Eating seasonally is better for you; Heres how to do it!

There are so many reasons to start eating seasonably. For one thing, it means your food tastes a whole lot better. If you think the blueberries in your porridge every morning are growing in vast quantities down the road, you’re sorely mistaken. In order to even get here, they have to be transported from the other side of the world. They can spoil on the way there or they’re picked when they’re unripe. Taste is compromised.

Plus, all that shipping food around the world isn’t great for the environment. When there’s demand for it, it will always find a way to consumer’s kitchens, by plane, train and lorry. All that transport means that your food isn’t fresh or cheap. Stored in shipping containers for days on end means your food is days old by the time it gets to you and all the transport is costly, so the food is more expensive to buy as a result.

assorted fruits at the market

So save your money, your planet, your wallet and your stomach by starting to eat in season from locally sources. celebrates eating the right things at the right time: a crisp salad when it’s hot and sunny, a wholesome stew when it’s cold; strawberries in June and Brussel sprouts in December. They have your top guide to finding out what growing locally at every stage of the year!

January's best:


Green Leafed Plant

Kale grows best in the coldest of months, particularly January. That means it’s everywhere right now, just in time for Veganuary! Perfect for bulking up the goodness and iron in hearty stews and soups. says; ‘Try it sautéed with chilli and garlic and use it to dress pasta with a good lug of olive oil, salt and pepper and a sprinkling of Parmesan cheese.’


8 Piece of Carrot on Brown Chopping Board

A winter favourite, these crunchy and tasty treats will be fresh all winter. Making warming winter soups or sweet and nutritional carrot cake to tide over that sweet tooth! says, ‘Great in a Lebanese style salad—make a dressing by bashing up some toasted cumin seeds in a pestle and mortar with a little bit of garlic and some salt. Stir through some olive oil and lemon juice and use to dress finely shredded carrot. Season well and finish with freshly chopped coriander leaves.’

February's best:


Sliced Celery on Cooking Pan

Great for fighting colds, and known for their anti-oxidants and vitamins, the leek is a winter staple. says, ‘Add chopped and boiled leeks to mashed potato with a good knob of butter and plenty of black pepper. Try wrapping parboiled leeks in smoked ham, pouring over a bit of white sauce, sprinkling over breadcrumbs and baking until golden brown. Great with bread and butter.’

Savoy cabbage

Green Leaf Plant in Close Up Photography

The Savoy is a lovely addition to Sunday lunch. says, ‘Fry finely sliced cabbage with pancetta and finely sliced garlic—this works brilliantly with game. Stir fry finely shredded cabbage with garlic, ginger and a little sesame oil - delicious served with chicken or salmon.’

March's best:

Spring Greens

Crop women showing basket with green vegetables and herbs

Fresh and full of nutrients, the squeaky-leaved spring green cabbage is great value and a great addition to any spring plate. says, ‘Spring bubble and squeak for breakfast—try frying an onion in a non-stick pan until soft, then add cooked shredded cabbage and cooked crushed potatoes and fry until brown and crusty underneath. Turn over and brown the other side. Delicious with smoked bacon and a poached egg.’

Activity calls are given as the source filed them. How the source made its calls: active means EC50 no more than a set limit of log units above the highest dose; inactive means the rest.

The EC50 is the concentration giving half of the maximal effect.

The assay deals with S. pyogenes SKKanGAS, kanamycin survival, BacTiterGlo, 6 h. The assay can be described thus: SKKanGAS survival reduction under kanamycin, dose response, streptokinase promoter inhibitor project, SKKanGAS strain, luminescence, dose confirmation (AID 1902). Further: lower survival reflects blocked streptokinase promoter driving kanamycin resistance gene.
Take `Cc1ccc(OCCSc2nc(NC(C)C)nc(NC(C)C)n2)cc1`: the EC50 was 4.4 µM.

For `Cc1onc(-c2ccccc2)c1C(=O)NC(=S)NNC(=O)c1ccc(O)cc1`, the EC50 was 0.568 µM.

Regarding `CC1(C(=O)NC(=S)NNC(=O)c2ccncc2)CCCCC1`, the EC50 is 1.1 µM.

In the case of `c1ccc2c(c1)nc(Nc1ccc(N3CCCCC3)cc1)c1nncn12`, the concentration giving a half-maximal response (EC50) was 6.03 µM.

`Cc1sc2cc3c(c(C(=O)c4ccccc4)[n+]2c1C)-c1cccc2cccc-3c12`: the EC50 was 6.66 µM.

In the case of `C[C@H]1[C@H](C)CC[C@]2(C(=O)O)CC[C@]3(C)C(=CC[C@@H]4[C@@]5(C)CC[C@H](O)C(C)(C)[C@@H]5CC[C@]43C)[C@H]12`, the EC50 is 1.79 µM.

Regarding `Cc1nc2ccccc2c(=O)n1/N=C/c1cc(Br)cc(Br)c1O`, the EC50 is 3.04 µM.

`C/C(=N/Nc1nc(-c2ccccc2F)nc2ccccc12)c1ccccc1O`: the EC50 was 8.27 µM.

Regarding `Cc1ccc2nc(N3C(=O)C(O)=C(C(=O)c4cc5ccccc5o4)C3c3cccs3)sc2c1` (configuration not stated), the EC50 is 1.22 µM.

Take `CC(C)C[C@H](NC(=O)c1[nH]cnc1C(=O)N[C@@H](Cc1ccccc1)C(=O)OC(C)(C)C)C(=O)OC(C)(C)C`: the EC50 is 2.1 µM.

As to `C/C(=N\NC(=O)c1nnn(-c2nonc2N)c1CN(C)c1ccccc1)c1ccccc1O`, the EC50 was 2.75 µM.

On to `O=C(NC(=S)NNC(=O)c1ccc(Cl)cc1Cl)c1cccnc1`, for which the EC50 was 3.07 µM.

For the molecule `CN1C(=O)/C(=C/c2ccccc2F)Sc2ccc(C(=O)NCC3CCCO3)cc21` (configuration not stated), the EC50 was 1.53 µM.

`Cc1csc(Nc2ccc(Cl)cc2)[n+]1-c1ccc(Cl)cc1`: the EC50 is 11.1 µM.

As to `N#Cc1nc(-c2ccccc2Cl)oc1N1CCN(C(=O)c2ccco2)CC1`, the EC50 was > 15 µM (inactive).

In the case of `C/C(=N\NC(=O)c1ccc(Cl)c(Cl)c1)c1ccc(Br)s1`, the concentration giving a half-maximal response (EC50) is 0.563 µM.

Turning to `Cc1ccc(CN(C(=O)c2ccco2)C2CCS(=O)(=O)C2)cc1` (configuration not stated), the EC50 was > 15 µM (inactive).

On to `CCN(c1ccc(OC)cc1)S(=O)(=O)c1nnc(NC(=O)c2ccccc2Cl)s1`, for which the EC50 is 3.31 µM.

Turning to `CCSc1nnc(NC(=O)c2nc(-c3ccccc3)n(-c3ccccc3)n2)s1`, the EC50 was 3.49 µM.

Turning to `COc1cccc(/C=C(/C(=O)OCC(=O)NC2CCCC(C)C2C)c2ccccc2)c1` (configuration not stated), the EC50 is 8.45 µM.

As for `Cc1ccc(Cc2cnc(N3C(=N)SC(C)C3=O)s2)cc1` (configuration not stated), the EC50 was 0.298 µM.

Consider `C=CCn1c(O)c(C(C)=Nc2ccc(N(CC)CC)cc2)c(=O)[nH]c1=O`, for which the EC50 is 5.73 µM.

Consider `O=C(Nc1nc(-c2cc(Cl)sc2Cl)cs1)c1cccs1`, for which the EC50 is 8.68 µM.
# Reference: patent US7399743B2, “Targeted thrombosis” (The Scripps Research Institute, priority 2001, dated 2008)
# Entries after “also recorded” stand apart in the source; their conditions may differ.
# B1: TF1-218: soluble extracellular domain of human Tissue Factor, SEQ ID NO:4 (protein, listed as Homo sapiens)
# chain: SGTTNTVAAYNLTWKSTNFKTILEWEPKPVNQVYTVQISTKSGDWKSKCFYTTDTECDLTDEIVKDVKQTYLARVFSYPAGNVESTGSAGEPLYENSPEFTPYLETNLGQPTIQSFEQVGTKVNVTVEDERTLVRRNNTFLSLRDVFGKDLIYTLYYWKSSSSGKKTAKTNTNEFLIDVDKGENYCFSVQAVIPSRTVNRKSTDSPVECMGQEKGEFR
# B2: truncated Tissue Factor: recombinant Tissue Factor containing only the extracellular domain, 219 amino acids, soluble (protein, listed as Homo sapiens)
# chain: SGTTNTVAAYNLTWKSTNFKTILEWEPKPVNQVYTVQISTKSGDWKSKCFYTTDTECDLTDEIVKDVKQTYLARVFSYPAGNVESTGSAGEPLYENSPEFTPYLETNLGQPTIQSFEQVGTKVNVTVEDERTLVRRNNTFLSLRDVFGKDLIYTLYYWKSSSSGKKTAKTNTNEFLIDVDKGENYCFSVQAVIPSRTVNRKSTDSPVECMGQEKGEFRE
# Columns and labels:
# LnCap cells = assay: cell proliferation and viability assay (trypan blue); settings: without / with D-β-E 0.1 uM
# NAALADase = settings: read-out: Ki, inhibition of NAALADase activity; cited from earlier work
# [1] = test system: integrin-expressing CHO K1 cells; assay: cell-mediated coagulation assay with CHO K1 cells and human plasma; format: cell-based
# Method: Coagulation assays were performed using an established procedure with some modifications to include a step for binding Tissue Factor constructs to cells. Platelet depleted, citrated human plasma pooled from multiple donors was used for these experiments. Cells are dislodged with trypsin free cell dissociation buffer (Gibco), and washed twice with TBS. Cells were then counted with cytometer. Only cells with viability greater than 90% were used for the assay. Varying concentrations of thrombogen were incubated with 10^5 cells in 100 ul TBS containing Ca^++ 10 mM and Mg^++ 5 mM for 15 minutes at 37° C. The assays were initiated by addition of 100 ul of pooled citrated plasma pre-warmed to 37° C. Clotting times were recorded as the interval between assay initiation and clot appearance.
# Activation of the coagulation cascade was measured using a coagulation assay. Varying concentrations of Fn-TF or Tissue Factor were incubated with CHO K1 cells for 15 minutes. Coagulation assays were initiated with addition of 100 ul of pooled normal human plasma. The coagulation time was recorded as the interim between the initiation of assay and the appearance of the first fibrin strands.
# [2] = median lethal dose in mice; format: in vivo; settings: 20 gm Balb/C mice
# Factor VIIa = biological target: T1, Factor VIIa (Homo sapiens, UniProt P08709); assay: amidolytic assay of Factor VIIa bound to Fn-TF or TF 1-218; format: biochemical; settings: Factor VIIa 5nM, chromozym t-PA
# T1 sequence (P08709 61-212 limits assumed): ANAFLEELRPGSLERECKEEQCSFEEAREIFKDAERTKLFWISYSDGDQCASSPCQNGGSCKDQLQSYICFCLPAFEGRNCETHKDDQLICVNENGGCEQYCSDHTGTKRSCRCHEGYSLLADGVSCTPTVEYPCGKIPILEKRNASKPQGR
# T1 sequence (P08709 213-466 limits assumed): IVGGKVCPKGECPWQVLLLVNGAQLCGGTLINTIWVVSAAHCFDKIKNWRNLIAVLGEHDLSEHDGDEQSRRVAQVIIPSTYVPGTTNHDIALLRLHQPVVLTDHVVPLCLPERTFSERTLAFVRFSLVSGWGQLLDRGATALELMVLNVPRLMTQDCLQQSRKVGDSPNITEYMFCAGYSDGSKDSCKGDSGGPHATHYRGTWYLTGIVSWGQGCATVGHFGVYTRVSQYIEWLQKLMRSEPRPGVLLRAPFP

April's best:


Person in Gray Button Up Shirt Holding White Stone

One of the few vegetables that is in season almost all year round, the versatile cauliflower is having a comeback, especially with a little melted cheese over the top! says, ‘Delicious roasted with spices like cumin and coriander and served with a good sprinkling of sea salt and a squeeze of lemon. Try making a lighter cauliflower cheese by parboiling and then roasting cauliflower florets on a buttered roasting tray with a sprinkling of Parmesan.’

May's best:


orange and green plant on gray concrete pot

Versatile enough to both form classic ‘comfort food’ puddings and work extremely well with meat. A childhood classic it will bring back warm memories. says, ‘Try making a crumble with a few balls of chopped up stem ginger. The flavours work brilliantly together. Poach rhubarb in orange juice and zest, cinnamon and a sprinkling of sugar and serve in a magnificent pavlova. Mix poached rhubarb with double cream and spread inside a Victoria sponge.’


brown chopping board

In season for just a few short weeks it’s a lovely addition to a summer dinner. Light and refreshing and packed full of goodness! says, ‘Try using perfectly cooked spears to dunk into soft boiled eggs. Try asparagus griddled and served with a drizzle of your best extra virgin olive oil, salt, pepper, a squeeze of lemon juice and a grating of Parmesan.’

June's best:


Full Frame Shot of Green Peas

Naturally sweet and full of protein, these plate fillers are super versatile! says, ‘Try smashing up raw peas with some olive oil, salt and pepper and then spreading over bruschetta with some torn pieces of mozzarella and mint leaves.’

Broad Beans

Green Round Fruit on White Ceramic Bowl

At their best in June, these diverse all-rounders are great boiled, buttered and munched with freshly-baked bread. A little seasoning and voila! Lunch! says, ‘Delicious eaten raw with lumps of pecorino. Try lightly cooking them and serving in a salad of chopped soft herbs like chervil, parsley, mint and tarragon and a white wine vinegar and olive oil dressing.’


Red Strawberries